My earliest memory of Princess Margaret is flicking through my grandmother’s copy of The Australian Women’s Weekly and seeing photographs of a middle-aged woman, in huge sunglasses and a colourful kaftan, on a tropical island. I surmised she was famous but did not know why. My grandmother explained, somewhat primly, that she was the queen’s sister and left it at that. To young eyes, the woman in the photographs seemed to be at once gaudy and dowdy. As I grew older, I became increasingly aware of her more bohemian prime, at the same time as she was declining from middle age into a long period of illness and a relatively early death at the age of seventy-one.
It seems apposite to begin a review of Craig Brown’s new biography of HRH The Princess Margaret (she would have insisted on being referred to by her proper title) with an anecdote. After all, virtually every major figure – and many minor ones – who featured in British life in the second half of the twentieth century had an anecdote or two about PM. Early in Ma’am Darling, Brown demonstrates the eclectic company she kept by pointing out the names between which she appeared in the index of a number of memoirs and diaries. Unfortunately, the same exercise cannot be carried out with Ma’am Darling; frustratingly, it has no index.
Ma’am Darling is not a conventional royal biography, and it is all the better for that. There is really no need for another one of those for PM. A straightforward biography would run the risk of being not very interesting: Apart from her colourful private life, she did not actually do much. The younger sister of the queen, descending in the order of succession with the birth of each new nephew, niece, great-nephew, and great-niece, she had to content herself, often petulantly, with the second-order, and later third- and fourth-order functions and charities. The timeline of her life is less interesting than her personality.
Ma’am Darling approaches PM’s life in a broadly chronological order. Rather than presenting a linear narrative, however, Brown breaks his biography into ninety-nine chapters, each providing small glimpses into PM’s life and personality. Most of the glimpses are derived from synthesising stories from the histories, memoirs, and diaries of a wide range of people. It covers all of the major events of PM’s life: her doomed romance with Group Captain Peter Townsend; her tempestuous marriage to Tony Armstrong-Jones, aka Lord Snowdon; her affair with Roddy Llewellyn; her life on Mustique. To maintain the reader’s interest, interspersed between the more straightforward glimpses into PM’s life are counter-factual chapters (What if Princess Margaret had married Pablo Picasso, or Peter Townsend, or Jeremy Thorpe? The latter is hilariously rendered as an ‘at home’ interview with Lord and Lady Thorpe in Hello! magazine in 1999); a chapter rendering the one anecdote in thirty-one different modes, from the journalistic through to the alliterative to the tragic, including as a recipe, a haiku, a limerick, and a multiple choice test; and the current online holiday rental listing for Les Jolies Eaux, PM’s property on Mustique. This approach to biography as bricolage is very effective; it is consistently funny and engaging, as one would expect from a writer known particularly for his work in Private Eye magazine.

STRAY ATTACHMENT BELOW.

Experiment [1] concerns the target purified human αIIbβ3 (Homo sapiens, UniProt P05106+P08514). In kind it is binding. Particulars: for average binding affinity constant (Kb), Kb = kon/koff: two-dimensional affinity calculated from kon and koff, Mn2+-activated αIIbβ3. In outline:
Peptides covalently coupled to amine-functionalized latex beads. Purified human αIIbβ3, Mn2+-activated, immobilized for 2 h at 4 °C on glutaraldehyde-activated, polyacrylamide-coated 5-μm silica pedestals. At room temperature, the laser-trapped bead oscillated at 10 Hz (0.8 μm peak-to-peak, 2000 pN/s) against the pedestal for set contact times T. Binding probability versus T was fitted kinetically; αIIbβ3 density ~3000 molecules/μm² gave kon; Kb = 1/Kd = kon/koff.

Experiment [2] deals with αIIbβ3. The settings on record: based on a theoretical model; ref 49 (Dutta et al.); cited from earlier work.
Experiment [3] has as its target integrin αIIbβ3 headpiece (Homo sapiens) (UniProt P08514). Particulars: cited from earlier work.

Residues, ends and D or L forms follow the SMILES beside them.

Ma’am Darling is not just a biography of a haughty princess. It muses upon the difficulties of writing biography and particularly royal biography. How should a biographer approach an anecdote which is recounted in multiple sources, when the varying accounts cannot be easily reconciled? How does a biographer deal with a subject who is removed from everyday access and is unknowable at close proximity? How does a royal biographer avoid sycophancy, wild speculation, and pop psychology?
The book charts changes to the monarchy but also to the nature of celebrity. As a young woman in the 1950s, PM was lauded as one of the most glamorous women in England. In many ways, she was the first celebrity princess. By the time she was sharing a stage with Boy George in 1984, he is the most famous person in the United Kingdom, according to a then recent poll, with the queen being placed second and PM failing to make the top 100. Over thirty years hence, Princess Margaret’s celebrity has been somewhat revived by Vanessa Kirby’s portrayal of her in the first two seasons of Netflix’s The Crown.
The portrait of Princess Margaret which emerges from Ma’am Darling is complex but overall unflattering. She appears, by turns, difficult, bored, lonely, hierarchical, always standing on ceremony, funny, catty, caustic, and camp. (Brown is incisive in his analysis of the varieties of camp expounded by the Queen Mother and Princess Margaret respectively.) That may be ultimately her enduring public image, but it was not always thus.
There is a famous photograph of PM, taken by Snowdon early in their marriage, which Brown refers to in his book but which is not reproduced in it. Princess Margaret is in the bathtub, smiling broadly and wearing the Poltimore Tiara, which she had famously worn at her wedding. The louche, cross-legged figure of Snowdon is partly reflected in the mirror behind her head. A waggish acquaintance has suggested the bathtub was filled with gin. She seems to be enjoying herself. The viewer gets a glimpse of a relaxed, glamorous Margaret. If only there had been more glimpses like this.